Impact of Oral Health Education and Oral Prophylaxis on Quality of life of Controlled Diabetic Patients in LasuthOyapero A1*, Adeniyi AA2, Sofola O3, Ogbera AO4
- *Corresponding Author:
- Dr. Oyapero A
Department of Preventive Dentistry
Lagos State University Teaching Hospital
Ikeja, Lagos, Nigeria
E-mail: [email protected]
Received Date: July 06, 2015; Accepted Date: July 20, 2015; Published Date: July 28, 2015
Citation: Oyapero A, Adeniyi AA, Sofola O, Ogbera AO (2015) Impact of Oral Health Education and Oral Prophylaxis on Quality of life of Controlled Diabetic Patients in Lasuth. J Oral Hyg Health 3:181. doi: 10.4172/2332-0702.1000181
Copyright: © 2015 Oyapero A, et al. This is an open-access article distributed under the terms of the Creative Commons Attribution License, which permits unrestricted use, distribution, and reproduction in any medium, provided the original author and source are credited.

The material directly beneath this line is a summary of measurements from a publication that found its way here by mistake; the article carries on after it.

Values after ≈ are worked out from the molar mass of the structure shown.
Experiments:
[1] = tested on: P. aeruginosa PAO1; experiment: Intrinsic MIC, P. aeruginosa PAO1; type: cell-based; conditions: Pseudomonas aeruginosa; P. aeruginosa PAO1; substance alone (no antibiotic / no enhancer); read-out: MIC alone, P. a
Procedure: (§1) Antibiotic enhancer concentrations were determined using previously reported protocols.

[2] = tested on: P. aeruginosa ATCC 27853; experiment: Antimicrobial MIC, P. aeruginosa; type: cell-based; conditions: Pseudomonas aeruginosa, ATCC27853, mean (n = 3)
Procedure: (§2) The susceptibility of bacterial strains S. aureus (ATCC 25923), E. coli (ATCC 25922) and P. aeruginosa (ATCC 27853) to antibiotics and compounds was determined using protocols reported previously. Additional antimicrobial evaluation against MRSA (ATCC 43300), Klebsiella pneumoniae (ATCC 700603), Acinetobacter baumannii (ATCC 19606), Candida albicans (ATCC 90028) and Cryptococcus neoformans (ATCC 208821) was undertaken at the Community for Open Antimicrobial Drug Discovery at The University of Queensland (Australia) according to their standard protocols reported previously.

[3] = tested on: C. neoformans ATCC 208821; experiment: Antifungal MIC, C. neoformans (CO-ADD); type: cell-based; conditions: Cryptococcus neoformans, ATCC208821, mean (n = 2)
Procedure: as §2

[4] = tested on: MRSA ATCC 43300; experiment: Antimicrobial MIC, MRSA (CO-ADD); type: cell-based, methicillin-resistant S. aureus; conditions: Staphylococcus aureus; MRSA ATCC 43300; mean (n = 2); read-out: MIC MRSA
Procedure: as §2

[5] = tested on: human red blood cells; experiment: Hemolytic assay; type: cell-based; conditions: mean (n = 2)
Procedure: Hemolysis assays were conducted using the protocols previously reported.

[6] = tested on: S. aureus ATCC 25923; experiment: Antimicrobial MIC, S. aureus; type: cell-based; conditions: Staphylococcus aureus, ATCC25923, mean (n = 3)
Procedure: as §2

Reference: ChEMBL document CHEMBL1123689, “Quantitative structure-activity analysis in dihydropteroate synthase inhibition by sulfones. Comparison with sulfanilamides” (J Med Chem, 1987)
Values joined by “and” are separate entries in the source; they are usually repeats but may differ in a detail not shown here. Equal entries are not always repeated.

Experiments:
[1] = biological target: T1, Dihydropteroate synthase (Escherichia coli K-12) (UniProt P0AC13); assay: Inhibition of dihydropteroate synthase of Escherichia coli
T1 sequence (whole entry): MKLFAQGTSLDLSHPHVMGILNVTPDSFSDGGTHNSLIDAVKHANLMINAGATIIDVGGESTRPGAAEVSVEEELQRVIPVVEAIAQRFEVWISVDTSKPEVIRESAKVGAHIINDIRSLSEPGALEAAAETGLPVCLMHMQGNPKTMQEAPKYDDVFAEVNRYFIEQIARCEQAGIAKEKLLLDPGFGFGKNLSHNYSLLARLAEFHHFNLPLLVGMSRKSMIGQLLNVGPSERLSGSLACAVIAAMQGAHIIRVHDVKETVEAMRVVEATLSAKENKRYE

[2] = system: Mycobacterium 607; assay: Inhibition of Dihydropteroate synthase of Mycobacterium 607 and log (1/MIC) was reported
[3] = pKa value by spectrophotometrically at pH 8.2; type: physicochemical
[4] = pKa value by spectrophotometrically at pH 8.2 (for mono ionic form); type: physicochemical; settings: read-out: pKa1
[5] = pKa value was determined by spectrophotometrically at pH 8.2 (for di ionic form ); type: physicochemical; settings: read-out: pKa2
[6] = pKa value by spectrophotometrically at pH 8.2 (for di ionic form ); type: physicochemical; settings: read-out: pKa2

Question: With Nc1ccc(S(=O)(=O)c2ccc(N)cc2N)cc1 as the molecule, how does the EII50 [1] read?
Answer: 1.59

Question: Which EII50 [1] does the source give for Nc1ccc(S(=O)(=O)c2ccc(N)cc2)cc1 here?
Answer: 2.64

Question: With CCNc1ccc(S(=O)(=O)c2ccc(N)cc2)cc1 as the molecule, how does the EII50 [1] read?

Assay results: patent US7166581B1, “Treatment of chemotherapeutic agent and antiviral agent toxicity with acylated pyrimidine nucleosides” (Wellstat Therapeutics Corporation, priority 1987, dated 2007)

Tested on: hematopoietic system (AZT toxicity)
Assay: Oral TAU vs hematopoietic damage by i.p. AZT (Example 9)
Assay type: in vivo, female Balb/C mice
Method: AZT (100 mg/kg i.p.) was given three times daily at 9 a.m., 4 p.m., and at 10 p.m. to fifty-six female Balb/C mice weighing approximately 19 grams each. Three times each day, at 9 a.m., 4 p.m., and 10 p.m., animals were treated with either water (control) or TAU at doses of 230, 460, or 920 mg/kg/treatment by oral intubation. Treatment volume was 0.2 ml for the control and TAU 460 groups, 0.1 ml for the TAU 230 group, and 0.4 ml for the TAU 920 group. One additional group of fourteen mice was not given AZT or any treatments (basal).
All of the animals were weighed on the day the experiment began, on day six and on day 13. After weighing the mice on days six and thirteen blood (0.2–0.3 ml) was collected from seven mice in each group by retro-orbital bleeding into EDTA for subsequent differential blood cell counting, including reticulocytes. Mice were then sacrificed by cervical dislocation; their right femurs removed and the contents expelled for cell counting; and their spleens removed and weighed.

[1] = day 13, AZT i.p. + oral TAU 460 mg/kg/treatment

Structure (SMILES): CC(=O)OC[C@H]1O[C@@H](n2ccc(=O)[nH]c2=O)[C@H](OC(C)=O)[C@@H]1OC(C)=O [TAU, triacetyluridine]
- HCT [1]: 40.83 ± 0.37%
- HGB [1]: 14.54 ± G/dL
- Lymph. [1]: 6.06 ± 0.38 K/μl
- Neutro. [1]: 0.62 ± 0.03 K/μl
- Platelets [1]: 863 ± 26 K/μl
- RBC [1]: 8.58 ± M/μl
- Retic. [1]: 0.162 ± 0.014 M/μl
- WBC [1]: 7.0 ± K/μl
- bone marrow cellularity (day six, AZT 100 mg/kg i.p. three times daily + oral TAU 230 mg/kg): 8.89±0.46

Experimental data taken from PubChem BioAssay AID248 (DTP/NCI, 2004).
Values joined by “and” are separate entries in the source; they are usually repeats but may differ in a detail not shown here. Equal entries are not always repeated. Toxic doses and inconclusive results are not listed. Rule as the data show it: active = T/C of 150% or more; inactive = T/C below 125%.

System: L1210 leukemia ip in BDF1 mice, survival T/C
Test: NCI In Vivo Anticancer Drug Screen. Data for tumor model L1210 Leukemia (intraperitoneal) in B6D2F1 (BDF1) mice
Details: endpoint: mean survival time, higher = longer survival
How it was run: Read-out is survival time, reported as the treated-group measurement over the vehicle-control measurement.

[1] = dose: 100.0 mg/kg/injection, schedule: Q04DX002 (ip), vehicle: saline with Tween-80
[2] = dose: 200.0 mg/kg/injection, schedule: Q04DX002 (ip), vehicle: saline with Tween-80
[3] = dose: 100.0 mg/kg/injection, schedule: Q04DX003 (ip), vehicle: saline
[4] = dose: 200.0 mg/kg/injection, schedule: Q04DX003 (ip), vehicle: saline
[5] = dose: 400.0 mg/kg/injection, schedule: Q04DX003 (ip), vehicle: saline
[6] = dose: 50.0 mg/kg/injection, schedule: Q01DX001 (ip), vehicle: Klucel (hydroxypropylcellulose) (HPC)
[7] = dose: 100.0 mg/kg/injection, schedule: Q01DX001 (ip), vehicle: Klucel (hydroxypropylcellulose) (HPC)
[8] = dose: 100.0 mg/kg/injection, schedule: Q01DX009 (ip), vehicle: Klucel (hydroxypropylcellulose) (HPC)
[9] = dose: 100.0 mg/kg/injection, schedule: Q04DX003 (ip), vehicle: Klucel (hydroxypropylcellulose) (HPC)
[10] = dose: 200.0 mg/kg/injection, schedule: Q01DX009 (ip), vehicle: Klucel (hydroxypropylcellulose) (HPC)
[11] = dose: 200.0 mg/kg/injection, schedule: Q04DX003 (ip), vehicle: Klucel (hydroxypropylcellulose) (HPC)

Diabetes mellitus is a group of metabolic diseases characterized by hyperglycaemia. In the oral cavity, diabetes mellitus may lead to salivary dysfunction, increased susceptibility of oral tissues to trauma and periodontal disease. There is a possibility that oral health education and oral prophylaxis may have a positive impact on the OHRQOL of diabetic patients. The purpose of this study therefore, was to evaluate the impact of Oral Health Education and oral prophylaxis on the OHRQOL of diabetic patients at the Lagos State University Teaching Hospital, Ikeja (LASUTH) using the Oral Health Impact Profile-14 (OHIP-14). The study subjects had an interviewer-administered questionnaire employed to obtain information on their biodata, baseline OHIP-14 scores and periodontal/glycaemic parameters. They then received oral prophylaxis and oral health education and were reviewed at one, three and six months respectively. After 6 months, the periodontal and glycaemic parameters of the subjects were recorded again and the OHIP-14 form was used to evaluate the impact of the interventions on their OHRQOL. At baseline, subjects reported moderate and high impacts on their quality of life in the sub-domains of discomfort, pain, self-consciousness and embarrassment. The prevalence of moderate and severe periodontitis in this study population was 37.5%. At the 6 months review, there was a significant reduction in the Fasting Blood Sugar and 2 hours Post Prandial glucose of the subject was compared to baseline scores. There was also a significant mean reduction in the periodontal parameters and an improvement in the OHRQOL of the subjects. The greatest improvement in OHRQOL was in the subdomain of discomfort, pain, self-consciousness and embarrassment. This study demonstrated that oral prophylaxis and oral health education may result in an improvement in the OHRQOL of the diabetic subjects. Further studies using a randomized controlled trial design are however recommended to validate these findings.